Carroll v. Shoney's, Inc.

775 So. 2d 753 (2000)

From our private database of 45,900+ case briefs, written and edited by humans—never with AI.

Carroll v. Shoney’s, Inc.

Alabama Supreme Court
775 So. 2d 753 (2000)

  • Written by Haley Gintis, JD

Facts

Mildred K. Harris (Mildred) was employed at Captain D’s Restaurant, owned by Shoney’s Inc. (the restaurant) (defendant). On September 22, 1995, Mildred was working with Adrian Edwards, who was the restaurant’s relief manager. Mildred informed Edwards that she had been previously beaten by her husband, Ronnie Harris (Ronnie). Mildred requested that Edwards contact the police if Ronnie came to the restaurant. Ronnie arrived at the restaurant around 10:00 p.m. and began threatening Mildred. Edwards called the police. The police arrived and detained Ronnie. Ronnie was released after the police were informed that the restaurant was not going to press charges. The following day, Edwards told Rhonda Jones, who was the restaurant’s manager, about the incident. Mildred then called Jones to ask whether she could skip her shift because she was afraid Ronnie might come to the restaurant again. Mildred had made similar requests throughout her employment. Jones denied Mildred’s request. Mildred arrived for her shift that evening. While Mildred was working, Ronnie came into the restaurant and fatally shot Mildred. Mildred’s father, Willie Gene Carroll (plaintiff) filed a wrongful-death suit against the restaurant. In preparation for trial, Carroll was deposed and stated that he had no reason to believe that Ronnie would shoot Mildred. The trial court entered summary judgment in favor of the restaurant on the ground that the restaurant had no duty to protect Mildred from Ronnie. The matter was appealed.

Rule of Law

Issue

Holding and Reasoning (Maddox, J.)

What to do next…

  1. Unlock this case brief with a free (no-commitment) trial membership of Quimbee.

    You’ll be in good company: Quimbee is one of the most widely used and trusted sites for law students, serving more than 741,000 law students since 2011. Some law schools—such as Yale, Berkeley, and Northwestern—even subscribe directly to Quimbee for all their law students.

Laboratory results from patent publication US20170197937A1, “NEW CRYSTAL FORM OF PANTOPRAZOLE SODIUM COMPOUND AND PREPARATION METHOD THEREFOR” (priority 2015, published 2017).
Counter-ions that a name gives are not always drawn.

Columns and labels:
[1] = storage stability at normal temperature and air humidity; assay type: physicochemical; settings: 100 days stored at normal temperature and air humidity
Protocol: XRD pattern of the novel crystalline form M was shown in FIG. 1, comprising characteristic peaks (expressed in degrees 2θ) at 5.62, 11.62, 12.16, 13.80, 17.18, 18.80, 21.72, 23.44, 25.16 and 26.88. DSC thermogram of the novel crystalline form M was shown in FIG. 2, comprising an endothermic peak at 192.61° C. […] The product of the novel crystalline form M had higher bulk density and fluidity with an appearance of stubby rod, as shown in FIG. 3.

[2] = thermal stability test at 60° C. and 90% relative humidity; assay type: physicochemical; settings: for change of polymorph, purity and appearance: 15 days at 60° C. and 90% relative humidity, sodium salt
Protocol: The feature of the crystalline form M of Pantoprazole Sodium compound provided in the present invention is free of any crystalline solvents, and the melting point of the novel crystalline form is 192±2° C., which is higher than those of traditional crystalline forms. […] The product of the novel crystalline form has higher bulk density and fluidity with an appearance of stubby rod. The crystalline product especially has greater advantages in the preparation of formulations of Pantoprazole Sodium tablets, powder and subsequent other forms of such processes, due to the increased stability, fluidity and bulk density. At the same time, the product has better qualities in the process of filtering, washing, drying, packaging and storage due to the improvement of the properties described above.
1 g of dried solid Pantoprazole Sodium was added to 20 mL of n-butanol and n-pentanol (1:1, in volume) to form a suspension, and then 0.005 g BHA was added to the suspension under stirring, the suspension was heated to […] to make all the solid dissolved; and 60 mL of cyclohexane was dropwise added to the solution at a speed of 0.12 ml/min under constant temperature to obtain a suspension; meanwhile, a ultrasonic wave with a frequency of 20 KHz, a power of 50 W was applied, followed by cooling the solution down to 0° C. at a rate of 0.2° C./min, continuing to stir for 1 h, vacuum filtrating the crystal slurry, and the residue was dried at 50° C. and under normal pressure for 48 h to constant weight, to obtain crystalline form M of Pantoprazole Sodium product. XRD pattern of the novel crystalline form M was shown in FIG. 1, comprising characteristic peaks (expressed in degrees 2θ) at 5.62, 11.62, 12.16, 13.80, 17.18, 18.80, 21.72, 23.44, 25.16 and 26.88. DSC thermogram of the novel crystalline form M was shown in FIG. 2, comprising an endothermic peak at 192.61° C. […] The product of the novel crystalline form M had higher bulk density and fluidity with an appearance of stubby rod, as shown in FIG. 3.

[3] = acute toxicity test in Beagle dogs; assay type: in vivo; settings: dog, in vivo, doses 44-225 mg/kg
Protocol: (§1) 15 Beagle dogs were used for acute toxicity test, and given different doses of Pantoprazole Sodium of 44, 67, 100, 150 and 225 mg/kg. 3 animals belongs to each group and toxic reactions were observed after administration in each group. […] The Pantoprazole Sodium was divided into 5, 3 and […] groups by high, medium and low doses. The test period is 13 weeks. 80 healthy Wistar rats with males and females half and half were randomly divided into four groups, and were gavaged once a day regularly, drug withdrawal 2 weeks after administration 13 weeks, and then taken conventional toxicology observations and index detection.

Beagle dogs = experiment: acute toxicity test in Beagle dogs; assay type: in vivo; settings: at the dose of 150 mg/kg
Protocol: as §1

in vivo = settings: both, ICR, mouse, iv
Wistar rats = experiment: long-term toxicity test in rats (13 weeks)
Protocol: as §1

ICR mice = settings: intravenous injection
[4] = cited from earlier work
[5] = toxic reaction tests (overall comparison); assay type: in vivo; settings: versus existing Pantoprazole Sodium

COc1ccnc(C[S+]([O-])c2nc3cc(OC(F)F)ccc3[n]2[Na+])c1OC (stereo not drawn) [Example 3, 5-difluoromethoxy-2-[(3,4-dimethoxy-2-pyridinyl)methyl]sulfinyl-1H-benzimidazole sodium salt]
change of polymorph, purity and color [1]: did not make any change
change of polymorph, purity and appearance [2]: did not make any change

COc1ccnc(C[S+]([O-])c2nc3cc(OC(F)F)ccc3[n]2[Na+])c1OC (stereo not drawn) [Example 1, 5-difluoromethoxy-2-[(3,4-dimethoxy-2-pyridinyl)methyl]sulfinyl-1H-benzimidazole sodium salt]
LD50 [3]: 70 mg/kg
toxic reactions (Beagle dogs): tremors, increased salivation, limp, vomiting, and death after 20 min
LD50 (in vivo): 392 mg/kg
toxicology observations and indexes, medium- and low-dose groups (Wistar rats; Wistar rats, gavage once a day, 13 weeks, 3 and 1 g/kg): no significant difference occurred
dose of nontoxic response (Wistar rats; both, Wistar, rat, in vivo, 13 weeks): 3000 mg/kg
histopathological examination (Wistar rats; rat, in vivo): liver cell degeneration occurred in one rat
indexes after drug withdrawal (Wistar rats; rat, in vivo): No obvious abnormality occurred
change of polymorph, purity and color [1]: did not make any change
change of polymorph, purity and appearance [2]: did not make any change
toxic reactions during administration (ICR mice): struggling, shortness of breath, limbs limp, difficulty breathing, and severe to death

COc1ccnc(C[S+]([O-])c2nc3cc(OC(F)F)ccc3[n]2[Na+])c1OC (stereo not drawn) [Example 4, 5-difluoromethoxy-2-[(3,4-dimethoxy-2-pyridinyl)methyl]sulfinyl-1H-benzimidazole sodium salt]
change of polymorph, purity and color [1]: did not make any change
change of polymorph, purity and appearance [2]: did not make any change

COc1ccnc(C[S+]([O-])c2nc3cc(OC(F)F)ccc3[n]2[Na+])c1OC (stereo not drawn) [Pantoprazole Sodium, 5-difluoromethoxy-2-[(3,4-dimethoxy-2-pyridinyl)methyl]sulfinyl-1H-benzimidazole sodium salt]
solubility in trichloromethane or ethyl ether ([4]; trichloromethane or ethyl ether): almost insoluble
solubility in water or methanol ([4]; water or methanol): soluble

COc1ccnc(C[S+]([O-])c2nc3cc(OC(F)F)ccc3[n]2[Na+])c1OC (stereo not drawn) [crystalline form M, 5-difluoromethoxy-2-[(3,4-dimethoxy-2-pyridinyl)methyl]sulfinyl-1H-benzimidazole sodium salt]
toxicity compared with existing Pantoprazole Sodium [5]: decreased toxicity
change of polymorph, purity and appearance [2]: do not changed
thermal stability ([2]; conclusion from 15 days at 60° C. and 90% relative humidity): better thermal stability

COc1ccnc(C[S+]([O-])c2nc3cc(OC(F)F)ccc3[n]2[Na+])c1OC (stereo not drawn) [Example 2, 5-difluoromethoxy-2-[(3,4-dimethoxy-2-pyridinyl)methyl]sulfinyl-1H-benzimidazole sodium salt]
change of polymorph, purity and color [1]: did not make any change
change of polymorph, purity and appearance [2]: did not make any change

Unlock this case briefRead our student testimonials
  2. Learn more about Quimbee’s unique (and proven) approach to achieving great grades at law school.

    Quimbee is a company hell-bent on one thing: helping you get an “A” in every course you take in law school, so you can graduate at the top of your class and get a high-paying law job. We’re not just a study aid for law students; we’re the study aid for law students.

    Learn about our approachRead more about Quimbee

Here's why 741,000 law students have relied on our case briefs:

  • Written by law professors and practitioners, not other law students. 45,900 briefs, keyed to 984 casebooks. Top-notch customer support.
  • The right amount of information, includes the facts, issues, rule of law, holding and reasoning, and any concurrences and dissents.
  • Access in your classes, works on your mobile and tablet. Massive library of related video lessons and high quality multiple-choice questions.
  • Easy to use, uniform format for every case brief. Written in plain English, not in legalese. Our briefs summarize and simplify; they don’t just repeat the court’s language.

Access this case brief for FREE

With a 7-day free trial membership
Here's why 741,000 law students have relied on our case briefs:
  • Reliable - written by law professors and practitioners, not other law students
  • The right length and amount of information - includes the facts, issue, rule of law, holding and reasoning, and any concurrences and dissents
  • Access in your class - works on your mobile and tablet
  • 45,900 briefs - keyed to 984 casebooks
  • Uniform format for every case brief
  • Written in plain English - not in legalese and not just repeating the court's language
  • Massive library of related video lessons - and practice questions
  • Top-notch customer support

Access this case brief for FREE

With a 7-day free trial membership